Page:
I was raised to believe that there is a marked distinction between Israel and the church. Not merely that they are slightly different in some aspects, but rather they are two separate entities. I was instructed to hold the distinction so markedly that it was to essentially believe that God has two separate “peoples”: Israel, and then a side group called the church. Like many things I was taught to believe, I questioned in light of Scripture and I no longer hold that position. I do find it interesting that I was taught to believe that God had temporarily set Israel aside and is working through the church for a while and will pick Israel up again later; now that I no longer hold to that dispensational ideology those very people who essentially believe in a “temporary” supersessionism (the church replaces Israel) accuse me of believing supersessionism, which I do not. My primary aim is to lay out why I do not believe any form of supersessionism, and hopefully assist in clearing up a misconception that is propagated in dispensational circles, many times as a ploy to keep people from studying the Scriptures on this matter. Many a child has been confined to their bed by the fear of the imagined monster in the closet (or under the bed, or behind the coat on the door, etc). It is my aim here to show that there actually is no “monster” and thus dispel the fear that may keep children of God confined to their dispensationalism. If one chooses to be a dispensationalist then it should be because they are convinced by Scripture, not a default stance they hold out of fear of being a heretic by believing/examining another perspectives. Also, this is not meant to be exhaustive, merely an exercise to show that a Covenantal view of Scriptures does not necessitate taking a “replacement” view of Israel… quite the opposite, actually. Read the rest of this entry »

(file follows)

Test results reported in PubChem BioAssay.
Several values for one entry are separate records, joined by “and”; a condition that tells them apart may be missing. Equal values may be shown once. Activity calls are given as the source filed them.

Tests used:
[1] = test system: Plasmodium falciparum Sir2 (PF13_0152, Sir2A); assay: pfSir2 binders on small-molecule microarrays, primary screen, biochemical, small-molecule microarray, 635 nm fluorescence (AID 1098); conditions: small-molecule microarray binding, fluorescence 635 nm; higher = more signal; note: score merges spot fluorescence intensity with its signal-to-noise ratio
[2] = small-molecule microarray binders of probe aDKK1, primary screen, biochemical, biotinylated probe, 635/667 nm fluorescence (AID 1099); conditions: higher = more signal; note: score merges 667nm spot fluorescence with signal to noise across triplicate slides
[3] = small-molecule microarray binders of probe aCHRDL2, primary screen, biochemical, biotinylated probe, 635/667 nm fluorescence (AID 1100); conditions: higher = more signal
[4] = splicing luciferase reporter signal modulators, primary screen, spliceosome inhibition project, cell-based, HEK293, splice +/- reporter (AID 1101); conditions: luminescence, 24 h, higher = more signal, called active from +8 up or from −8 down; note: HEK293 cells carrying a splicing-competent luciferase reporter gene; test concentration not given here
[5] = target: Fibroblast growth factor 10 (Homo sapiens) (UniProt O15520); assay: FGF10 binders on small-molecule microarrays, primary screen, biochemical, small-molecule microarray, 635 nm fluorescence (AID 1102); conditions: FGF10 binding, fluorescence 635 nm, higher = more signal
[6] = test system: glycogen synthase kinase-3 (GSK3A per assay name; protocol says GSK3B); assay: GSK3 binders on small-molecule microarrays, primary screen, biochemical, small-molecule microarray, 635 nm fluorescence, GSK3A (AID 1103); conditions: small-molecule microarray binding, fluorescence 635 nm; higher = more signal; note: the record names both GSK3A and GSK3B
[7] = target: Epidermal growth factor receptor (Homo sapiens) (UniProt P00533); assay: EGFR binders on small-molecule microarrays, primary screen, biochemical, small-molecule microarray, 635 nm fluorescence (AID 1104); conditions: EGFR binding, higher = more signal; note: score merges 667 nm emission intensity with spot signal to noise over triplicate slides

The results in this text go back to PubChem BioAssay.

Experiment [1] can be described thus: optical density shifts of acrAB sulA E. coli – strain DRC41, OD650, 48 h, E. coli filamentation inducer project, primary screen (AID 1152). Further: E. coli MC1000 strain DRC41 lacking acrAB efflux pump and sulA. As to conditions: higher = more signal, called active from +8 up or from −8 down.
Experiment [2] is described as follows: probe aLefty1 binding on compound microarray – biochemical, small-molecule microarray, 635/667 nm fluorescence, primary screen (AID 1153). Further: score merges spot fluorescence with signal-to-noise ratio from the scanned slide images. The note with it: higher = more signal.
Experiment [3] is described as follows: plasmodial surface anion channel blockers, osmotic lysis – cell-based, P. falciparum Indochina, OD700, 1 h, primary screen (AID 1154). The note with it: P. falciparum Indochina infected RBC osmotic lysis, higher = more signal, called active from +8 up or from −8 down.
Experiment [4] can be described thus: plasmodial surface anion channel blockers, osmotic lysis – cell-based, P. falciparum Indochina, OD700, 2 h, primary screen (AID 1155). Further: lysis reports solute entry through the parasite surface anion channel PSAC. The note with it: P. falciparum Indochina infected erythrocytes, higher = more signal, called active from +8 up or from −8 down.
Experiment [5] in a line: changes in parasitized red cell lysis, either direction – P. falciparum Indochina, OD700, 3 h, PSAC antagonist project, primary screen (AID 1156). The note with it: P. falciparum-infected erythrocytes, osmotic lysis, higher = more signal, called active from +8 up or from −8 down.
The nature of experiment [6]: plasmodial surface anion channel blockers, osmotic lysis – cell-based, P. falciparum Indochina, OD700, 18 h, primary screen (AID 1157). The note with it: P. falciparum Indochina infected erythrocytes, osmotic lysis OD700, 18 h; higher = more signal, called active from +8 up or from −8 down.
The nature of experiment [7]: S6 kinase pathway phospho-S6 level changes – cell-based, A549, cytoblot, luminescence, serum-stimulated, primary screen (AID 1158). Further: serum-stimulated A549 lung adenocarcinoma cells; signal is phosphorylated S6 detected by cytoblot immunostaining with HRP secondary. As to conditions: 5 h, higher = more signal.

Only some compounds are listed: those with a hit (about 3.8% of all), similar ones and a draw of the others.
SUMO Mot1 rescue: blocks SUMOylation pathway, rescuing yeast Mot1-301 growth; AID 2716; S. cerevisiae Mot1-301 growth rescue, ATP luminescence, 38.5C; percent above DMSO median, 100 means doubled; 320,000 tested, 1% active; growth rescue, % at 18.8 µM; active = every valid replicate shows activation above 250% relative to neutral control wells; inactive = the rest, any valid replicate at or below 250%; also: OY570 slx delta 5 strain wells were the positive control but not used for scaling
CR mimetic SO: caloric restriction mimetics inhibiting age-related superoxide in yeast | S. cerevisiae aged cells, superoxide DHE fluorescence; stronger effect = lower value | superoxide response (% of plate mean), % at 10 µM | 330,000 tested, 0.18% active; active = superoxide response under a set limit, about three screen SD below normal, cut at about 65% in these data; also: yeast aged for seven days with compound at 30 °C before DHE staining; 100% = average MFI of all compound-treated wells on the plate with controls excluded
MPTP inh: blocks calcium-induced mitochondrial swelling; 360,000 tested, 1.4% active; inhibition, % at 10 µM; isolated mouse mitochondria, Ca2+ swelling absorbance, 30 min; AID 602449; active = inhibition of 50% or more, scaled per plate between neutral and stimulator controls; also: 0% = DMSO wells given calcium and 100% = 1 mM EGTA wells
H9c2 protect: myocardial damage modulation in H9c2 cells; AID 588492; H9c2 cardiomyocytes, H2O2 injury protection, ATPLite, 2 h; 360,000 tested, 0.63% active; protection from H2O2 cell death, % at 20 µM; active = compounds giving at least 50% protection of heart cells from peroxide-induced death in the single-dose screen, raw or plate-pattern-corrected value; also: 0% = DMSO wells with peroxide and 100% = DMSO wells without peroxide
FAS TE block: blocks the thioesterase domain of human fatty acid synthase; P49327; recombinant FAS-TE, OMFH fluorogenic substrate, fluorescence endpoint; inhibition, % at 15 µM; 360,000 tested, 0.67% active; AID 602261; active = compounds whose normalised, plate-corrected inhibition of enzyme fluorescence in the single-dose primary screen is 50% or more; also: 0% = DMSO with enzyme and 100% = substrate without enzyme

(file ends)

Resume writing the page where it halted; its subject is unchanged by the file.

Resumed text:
Monthly Archives: January 2014
My oldest son was watching this commercial while we were in a restaurant. He had seen it before and he laughed when it came on as he exclaimed, “Look! The commercial where the man is running after the boy like, ‘Hey, Give me my taco back!’” It was obvious that although he had seen this commercial multiple times; and I wanted to say, “Dude, you’re missing the point!” (That wasn’t the time or place.) He was seeing the same things I was seeing, and hearing the same things I was hearing, but the real message was missed by him. Why? Because he didn’t understand the meaning of the phrase, “Her parents came home early”. See, in his world, the real meaning of that phrase doesn’t compute. Due to this he unknowingly supplies his own context and meaning to make sense of the commercial. The thought of two young people engaging in physical contact that would set the daughter’s loving father on the war path never even crosses his mind. So the clear meaning of the commercial is that the grown man came home early and walked in on the kids eating his Taco Bell food, now he is chasing the boy out of the house trying to recover the meal.
We may laugh, but that is exactly what has happened in many of our churches. Read the rest of this entry »